9/11 takes another toll
By JOHANNA SCHNELLER, The Globe and Mail
September 11, 2002
If the Festival seems a lot quieter after today, it's because the New Yorkers have gone. Obviously, not all of them. But a great many New Yorkers whom I met this past week said they simply needed to be back home for this day. They had plane reservations for Monday or Tuesday, or at the last minute they realized how much they wanted to be there, and made frustrated cellphone calls to get some.
Granted, people from everywhere planned to go home yesterday, because for many the festival was already over. An absurdly loaded opening weekend -- in which the dozen most popular films top-lined by the biggest stars are crammed into the first three days -- has been a bane of the last few TIFFs, and one I wish would change. But this year the craziness was worse than ever, because most distributors wanted to avoid 9/11, and demanded that their offerings appear well before it.
But the rep for Sony Music whom I met at a party Saturday night, who was in town to sniff out soundtracks -- he scored a coup by nabbing the Shine album a few years ago -- just wanted to be back home in New York for the commemorative concert tonight. "Last year, I was stuck in Toronto for three days," he said. "Finally, I rented a limo with eight women. You should have seen the junk food they brought! I never realized how much women rely on junk food at times of crisis. Or how often they go to the bathroom."
A magazine editor friend who also got stuck in Toronto last year didn't know why she felt so compelled to be in Manhattan for this first anniversary, until someone said to her: "It's because you weren't here last year."
An agent I know flew back to L.A. yesterday. His office will open for business (as will most, though for many in New York and L.A., work is optional today). "Then somebody said to me: 'What, if you're not making Chris Tucker's next $20-million deal, the terrorists have won?' So, we thought we'd do something formal," he told me. A rabbi will be holding non-denominational talks for the agents who want that.
TIFF is proudly international. More and more films are co-produced by multiple countries. Today, for example, festgoers can see Nothing More,from Cuba/Spain/France/Italy, or Touching Wild Horses,from Canada/Britain/Germany. In the restroom at the Four Seasons, women ask for toilet paper in every language. But sometimes you just want home.
It was interesting for me to watch Michael Moore's movie Bowling for Columbine,part of which was filmed in Ontario, with a Canadian audience. (I'm American. I live in Toronto. The locals can be hostile.) At first, the Canadian viewers chortled at Moore's foolish American subjects, as always. But when some foolish Canadians showed up, they bristled.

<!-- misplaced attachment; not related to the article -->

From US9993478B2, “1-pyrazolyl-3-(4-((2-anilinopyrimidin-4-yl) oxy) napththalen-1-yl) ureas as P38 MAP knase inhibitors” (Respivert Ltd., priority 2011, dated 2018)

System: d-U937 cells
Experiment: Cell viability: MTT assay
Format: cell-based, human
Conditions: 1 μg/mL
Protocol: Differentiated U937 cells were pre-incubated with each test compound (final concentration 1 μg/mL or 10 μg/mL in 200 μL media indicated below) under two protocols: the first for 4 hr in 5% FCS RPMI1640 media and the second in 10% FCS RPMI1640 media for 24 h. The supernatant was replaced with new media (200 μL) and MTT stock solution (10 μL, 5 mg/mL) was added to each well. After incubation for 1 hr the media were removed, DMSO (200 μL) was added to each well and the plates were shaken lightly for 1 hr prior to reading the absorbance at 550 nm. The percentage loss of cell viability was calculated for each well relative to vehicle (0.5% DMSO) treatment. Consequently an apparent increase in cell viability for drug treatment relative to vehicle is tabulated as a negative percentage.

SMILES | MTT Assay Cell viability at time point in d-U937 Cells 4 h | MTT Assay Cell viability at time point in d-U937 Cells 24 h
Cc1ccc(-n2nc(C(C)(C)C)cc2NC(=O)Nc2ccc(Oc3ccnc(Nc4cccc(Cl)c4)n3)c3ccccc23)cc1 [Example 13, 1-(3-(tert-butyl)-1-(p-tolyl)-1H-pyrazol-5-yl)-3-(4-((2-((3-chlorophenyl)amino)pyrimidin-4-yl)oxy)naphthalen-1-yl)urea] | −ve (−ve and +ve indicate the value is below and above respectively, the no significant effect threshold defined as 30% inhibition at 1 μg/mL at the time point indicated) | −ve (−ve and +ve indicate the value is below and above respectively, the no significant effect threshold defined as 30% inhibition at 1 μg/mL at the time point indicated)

"Those kids he interviewed outside the Taco Bell hardly represent the average Canadian," one Torontonian carped. Um, hello -- the Americans that Moore films hardly represent my average countrymen, either.
At the movie's press conference, I asked Moore why he didn't put anyone on screen who agrees with his point of view. He replied that he did: Marilyn Manson. This was rather disingenuous, since he immediately admitted he didn't know Manson's music. He just knew it would be funny to say: "Marilyn Manson is a voice of reason." That's Moore's prerogative, of course; it's his movie. "He's a very entertaining propagandist," one critic said to me. But nobody likes it when the propaganda is turned on them.
As far as movies themselves being affected by 9/11, I don't think the tragedy made any effect whatsoever on what studios will make, or what audiences will see. On Saturday evening, I overheard Chicago critic Roger Ebert say this to Norman Jewison: "I ran into Sydney [Pollack, the director/producer], and he said that Harvey [Weinstein, the Miramax honcho] didn't want to release The Quiet American [a film of Graham Greene's novel about American imperialism in Vietnam, which Pollack produced] because he's afraid of a post-9/11 backlash, which is too bad, because it's one of Caine's [Michael, the actor] best performances."
While I was reeling at the number of A-list names that Ebert dropped in a single sentence, Jewison replied: "If audiences can take The Sum of All Fears [in which a nuclear bomb decimates Baltimore], they can take anything."
Jewison is right, of course -- after a month-long lull last September, moviegoers stomached Arnold Schwarzenegger as a firefighter avenging terrorism, evil CIA agents in The Bourne Identity and Bad Company and countless shots of the Twin Towers shining in the sun, with barely a gulp of discomfort.
"What do you look for in a movie?" a table full of interviewers asked actor Willem Dafoe on Monday. He was promoting the film Auto Focus,a true story in which he plays a swinger who leads Hogan's Heroes star Bob Crane (Greg Kinnear) into sex addiction.
"I'm always looking for a shift of my perspective," Dafoe replied. "A leap in my consciousness, a challenge of my view of the way I think things are." Which is a pretty good definition of what any movie-lover wants, before and after 9/11.
Then, a true New Yorker, Dafoe went home. To be with loved ones. Or because Auto Focus is in the New York Film Festival, which starts soon? My guess is, both.